Trans Pennine Trail

From Wikishire
Jump to: navigation, search
Road signs for the Trail in Stockport

The Trans Pennine Trail is a series of long-distance walking, cycling and riding routes stretching across the width of Great Britain from coast to coast, from Southport in Lancashire to Hornsea in the East Riding of Yorkshire, and north to south from Chesterfield in Derbyshire to Leeds. It is no wild country route: it runs entirely on surfaced paths and using only gentle gradients. It runs largely along disused railway lines and canal towpaths.

The route is part of the National Cycle Network as 'Route 62' (a name referencing the M62 motorway which also crosses the Pennines).

The routes pass through four counties: Lancashire, Cheshire, Derbyshire and Yorkshire.

Marker on Hornsea seafront

Most of the surfaces and gradients make it a relatively easy trail, suitable for cyclists, pushchairs and wheelchair users. The section between Stockport and Barnsley is hilly, especially near Woodhead,[1] and not all sections or barriers are accessible for users of wheelchairs or non-standard cycles.[2] Some parts are also open to horse riding.

Development and management

The idea originated from Barnsley, where the head office is now based. Work on the trail started in 1999. Early development was boosted by a £5 million investment by the Millennium Commission. The trail was officially opened in September 2001. However, the route was not fully completed until late 2004. It cost £60 million to construct.

The trail is administered from a central office in Barnsley, which is responsible for promotion and allocation of funding. However, the many local authorities through whose areas the trail runs are responsible for management of the trail within their boundaries.


East-West route

The main west–east trail starts at Southport on the Lancashire coast.

From Southport the trail heads south through the suburbs of Liverpool, on to Widnes, then crosses the River Mersey into Cheshire and through Warrington's southern suburbs, thence through the Cheshire countryside towards the Mersey again, crossing the river on the new Millennium Footbridge near Stretford and on towards Stockport.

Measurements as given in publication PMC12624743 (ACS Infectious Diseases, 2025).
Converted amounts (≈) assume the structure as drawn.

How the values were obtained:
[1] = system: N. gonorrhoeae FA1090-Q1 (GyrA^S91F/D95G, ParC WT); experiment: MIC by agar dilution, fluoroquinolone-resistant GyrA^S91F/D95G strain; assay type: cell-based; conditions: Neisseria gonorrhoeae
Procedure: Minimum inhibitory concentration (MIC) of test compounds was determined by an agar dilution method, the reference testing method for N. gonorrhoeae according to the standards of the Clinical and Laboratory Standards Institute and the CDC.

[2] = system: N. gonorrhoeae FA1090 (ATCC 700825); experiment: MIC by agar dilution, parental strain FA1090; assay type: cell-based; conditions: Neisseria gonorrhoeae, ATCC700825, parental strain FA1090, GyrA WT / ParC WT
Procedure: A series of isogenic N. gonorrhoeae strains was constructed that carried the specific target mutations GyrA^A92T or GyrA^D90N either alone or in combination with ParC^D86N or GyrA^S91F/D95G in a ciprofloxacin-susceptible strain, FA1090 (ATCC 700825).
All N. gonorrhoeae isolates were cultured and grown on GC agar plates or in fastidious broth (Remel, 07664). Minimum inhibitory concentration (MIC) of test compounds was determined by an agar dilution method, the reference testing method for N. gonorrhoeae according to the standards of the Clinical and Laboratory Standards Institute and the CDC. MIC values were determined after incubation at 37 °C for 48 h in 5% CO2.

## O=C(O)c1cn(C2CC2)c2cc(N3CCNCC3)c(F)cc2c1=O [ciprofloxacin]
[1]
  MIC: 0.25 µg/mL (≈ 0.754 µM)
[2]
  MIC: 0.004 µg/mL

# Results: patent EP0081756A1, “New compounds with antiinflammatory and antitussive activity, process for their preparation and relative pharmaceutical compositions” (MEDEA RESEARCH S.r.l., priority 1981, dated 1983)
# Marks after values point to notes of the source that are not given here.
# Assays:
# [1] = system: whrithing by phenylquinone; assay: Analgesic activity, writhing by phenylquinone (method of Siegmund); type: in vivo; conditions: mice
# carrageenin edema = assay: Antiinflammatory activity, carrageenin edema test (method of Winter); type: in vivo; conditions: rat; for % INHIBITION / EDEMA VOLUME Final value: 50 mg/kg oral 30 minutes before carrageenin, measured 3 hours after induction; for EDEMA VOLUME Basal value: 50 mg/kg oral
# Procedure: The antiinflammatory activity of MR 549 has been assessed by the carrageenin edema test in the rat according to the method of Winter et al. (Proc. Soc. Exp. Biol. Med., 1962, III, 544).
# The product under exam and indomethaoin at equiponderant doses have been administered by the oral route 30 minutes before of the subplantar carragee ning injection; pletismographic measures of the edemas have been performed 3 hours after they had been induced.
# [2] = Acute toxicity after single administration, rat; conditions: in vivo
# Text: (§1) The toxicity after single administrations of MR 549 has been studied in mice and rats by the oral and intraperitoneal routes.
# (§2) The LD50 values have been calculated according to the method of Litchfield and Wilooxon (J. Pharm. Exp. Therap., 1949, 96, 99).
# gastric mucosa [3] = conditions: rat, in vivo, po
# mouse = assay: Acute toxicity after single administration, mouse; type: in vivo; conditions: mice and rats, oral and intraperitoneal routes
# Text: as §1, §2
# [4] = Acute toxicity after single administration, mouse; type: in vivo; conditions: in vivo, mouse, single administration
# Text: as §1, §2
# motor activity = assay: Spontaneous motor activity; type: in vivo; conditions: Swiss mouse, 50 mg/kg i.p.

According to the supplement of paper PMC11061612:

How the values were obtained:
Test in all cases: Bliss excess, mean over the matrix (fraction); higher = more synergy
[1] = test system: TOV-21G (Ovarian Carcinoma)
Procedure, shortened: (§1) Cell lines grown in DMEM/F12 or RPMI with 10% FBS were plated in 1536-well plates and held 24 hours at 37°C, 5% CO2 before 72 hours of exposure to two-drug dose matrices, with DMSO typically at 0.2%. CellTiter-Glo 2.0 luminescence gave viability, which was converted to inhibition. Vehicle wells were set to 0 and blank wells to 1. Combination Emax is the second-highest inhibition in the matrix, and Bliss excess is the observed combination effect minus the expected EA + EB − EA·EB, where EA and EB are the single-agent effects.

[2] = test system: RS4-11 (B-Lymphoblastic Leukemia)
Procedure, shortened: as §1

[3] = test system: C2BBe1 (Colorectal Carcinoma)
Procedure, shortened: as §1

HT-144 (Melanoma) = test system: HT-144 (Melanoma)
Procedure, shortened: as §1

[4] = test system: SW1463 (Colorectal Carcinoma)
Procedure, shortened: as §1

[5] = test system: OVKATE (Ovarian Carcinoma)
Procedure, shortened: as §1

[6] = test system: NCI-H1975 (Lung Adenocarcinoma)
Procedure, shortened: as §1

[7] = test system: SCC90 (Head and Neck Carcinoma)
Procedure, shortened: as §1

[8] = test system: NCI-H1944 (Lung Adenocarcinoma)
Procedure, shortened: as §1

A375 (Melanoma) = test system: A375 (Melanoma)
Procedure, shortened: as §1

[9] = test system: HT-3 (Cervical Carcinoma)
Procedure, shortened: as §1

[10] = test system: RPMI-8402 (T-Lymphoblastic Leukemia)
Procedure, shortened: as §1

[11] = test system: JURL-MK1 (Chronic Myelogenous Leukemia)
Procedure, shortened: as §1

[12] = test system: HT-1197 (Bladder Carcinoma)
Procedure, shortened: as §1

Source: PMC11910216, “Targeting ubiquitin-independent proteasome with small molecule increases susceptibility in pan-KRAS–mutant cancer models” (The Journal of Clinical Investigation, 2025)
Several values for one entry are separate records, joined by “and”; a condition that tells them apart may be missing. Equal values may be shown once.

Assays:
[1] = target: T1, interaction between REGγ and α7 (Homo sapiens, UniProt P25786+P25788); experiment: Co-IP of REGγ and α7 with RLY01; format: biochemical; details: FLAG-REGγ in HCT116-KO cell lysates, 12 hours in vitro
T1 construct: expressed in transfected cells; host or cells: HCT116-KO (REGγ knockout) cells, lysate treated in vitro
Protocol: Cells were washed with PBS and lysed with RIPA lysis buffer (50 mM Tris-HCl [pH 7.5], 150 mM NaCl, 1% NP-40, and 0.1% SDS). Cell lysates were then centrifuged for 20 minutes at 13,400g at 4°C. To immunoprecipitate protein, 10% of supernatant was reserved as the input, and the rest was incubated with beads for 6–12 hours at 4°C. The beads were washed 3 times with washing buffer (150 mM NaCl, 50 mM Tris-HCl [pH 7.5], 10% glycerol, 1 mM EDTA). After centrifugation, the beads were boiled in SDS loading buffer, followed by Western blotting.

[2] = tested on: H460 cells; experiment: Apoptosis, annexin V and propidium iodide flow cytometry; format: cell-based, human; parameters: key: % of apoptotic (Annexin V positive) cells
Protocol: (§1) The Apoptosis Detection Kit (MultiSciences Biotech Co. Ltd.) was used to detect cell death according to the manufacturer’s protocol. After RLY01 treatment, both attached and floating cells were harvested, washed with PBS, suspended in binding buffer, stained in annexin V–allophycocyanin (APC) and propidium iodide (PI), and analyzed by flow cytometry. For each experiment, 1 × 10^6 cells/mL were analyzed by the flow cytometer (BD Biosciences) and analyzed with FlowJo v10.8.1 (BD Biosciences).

Following up the River Ethrow, it runs out to Hadfield in Derbyshire.

The trail then crosses the Peak District, heading up the Longdendale valley via# the Longdendale Trail to Woodhead, then down into Yorkshire, through Dunford Bridge and Penistone, Doncaster, Selby, Hessle, Hull and Hornsea.

The whole east-west route from sea to sea covers 207 miles. Between Southport and Selby it the National Cycle Network's Route 62 and from Selby to Hornsea, Route 65.

North-South Route

In addition to the coast to coast route, a north–south trail runs from Leeds in the West Riding of Yorkshire and south to and through Wakefield. It then passes through Barnsley and crosses over the main trail in the Dearne Valley area. After that it continues south to Sheffield and the Rother Valley Country Park, where it crosses into Derbyshire, and finally reaches an end in Chesterfield. This route is also part of the National Cycle Network, as Route 67. It is 70 miles long.

The route also has several deviations and loops in the West Riding of Yorkshire, including one to Rotherham, NCN Route 6 and NCN Route 627 south of Penistone. Another 15-mile spur runs from Selby to York, NCN Route 65.


National Cycle Network sign in Liverpool

Certificates are handed out for covering different parts of the trail. In order to obtain them, trail users need to collect stamps at various points along the trail.

  • Southport to Hornsea: 207 miles
  • Liverpool to Hull: 179 miles
  • Liverpool to Hornsea: 192 miles
  • Southport to Hull: 194 miles
  • Whole route (including north/south links): 350 miles

Outside links

("Wikimedia Commons" has material
about Trans Pennine Trail)